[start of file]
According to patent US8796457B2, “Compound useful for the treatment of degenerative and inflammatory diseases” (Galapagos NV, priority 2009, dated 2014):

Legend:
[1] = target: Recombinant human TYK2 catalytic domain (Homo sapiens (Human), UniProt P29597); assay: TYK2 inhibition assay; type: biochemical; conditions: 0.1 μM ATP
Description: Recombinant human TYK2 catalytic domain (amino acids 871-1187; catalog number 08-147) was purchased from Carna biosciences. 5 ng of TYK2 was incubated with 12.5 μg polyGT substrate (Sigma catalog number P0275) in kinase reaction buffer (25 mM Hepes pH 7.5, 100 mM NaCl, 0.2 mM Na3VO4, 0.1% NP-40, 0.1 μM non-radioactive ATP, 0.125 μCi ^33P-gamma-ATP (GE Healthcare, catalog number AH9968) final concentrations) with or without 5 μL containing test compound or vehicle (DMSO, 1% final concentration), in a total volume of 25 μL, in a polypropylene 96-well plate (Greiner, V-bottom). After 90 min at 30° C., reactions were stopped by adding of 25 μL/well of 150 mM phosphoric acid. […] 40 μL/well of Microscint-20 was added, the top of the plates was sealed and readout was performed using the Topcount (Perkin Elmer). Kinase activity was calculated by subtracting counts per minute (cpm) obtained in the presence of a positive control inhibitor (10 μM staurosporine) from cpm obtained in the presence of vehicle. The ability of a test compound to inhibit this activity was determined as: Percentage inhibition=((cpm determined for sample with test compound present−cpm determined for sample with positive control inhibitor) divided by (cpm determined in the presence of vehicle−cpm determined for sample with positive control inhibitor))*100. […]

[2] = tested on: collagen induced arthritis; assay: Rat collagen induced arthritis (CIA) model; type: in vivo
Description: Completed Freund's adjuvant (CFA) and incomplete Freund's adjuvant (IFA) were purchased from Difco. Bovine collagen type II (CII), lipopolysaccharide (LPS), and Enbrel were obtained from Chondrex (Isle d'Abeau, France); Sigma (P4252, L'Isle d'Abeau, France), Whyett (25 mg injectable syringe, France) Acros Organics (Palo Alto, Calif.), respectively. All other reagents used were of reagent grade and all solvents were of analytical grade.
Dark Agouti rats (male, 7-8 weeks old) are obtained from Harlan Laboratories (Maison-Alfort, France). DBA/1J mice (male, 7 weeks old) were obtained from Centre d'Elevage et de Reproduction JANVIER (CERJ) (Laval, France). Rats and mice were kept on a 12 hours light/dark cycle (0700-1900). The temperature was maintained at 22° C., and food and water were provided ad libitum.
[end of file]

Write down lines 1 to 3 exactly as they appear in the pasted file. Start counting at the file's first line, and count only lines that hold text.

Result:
According to patent US8796457B2, “Compound useful for the treatment of degenerative and inflammatory diseases” (Galapagos NV, priority 2009, dated 2014):

Legend:
[1] = target: Recombinant human TYK2 catalytic domain (Homo sapiens (Human), UniProt P29597); assay: TYK2 inhibition assay; type: biochemical; conditions: 0.1 μM ATP